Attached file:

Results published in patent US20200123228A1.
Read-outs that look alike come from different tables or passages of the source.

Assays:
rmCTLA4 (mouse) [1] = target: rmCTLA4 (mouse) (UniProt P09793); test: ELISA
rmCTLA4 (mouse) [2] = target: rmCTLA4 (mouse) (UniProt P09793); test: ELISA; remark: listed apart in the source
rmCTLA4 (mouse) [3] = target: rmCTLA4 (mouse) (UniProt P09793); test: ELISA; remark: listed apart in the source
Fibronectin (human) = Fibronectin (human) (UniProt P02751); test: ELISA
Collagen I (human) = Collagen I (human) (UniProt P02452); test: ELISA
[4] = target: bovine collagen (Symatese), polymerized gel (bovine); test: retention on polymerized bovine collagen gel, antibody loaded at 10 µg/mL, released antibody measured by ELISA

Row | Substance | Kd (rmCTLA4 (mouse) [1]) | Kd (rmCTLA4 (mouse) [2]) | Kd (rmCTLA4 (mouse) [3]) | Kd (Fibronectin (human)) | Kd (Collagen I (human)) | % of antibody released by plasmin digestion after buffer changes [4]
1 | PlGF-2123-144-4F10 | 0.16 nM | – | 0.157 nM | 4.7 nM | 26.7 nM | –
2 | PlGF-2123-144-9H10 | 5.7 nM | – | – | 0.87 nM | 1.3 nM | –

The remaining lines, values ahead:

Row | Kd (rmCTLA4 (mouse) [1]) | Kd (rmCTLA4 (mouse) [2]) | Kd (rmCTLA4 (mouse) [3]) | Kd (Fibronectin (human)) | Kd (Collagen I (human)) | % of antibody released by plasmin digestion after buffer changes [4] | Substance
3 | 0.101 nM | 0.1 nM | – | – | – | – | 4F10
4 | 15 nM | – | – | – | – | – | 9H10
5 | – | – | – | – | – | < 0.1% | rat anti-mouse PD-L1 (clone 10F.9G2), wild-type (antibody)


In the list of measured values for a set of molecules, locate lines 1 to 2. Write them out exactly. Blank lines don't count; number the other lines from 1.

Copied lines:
Results published in patent US20200123228A1.
Read-outs that look alike come from different tables or passages of the source.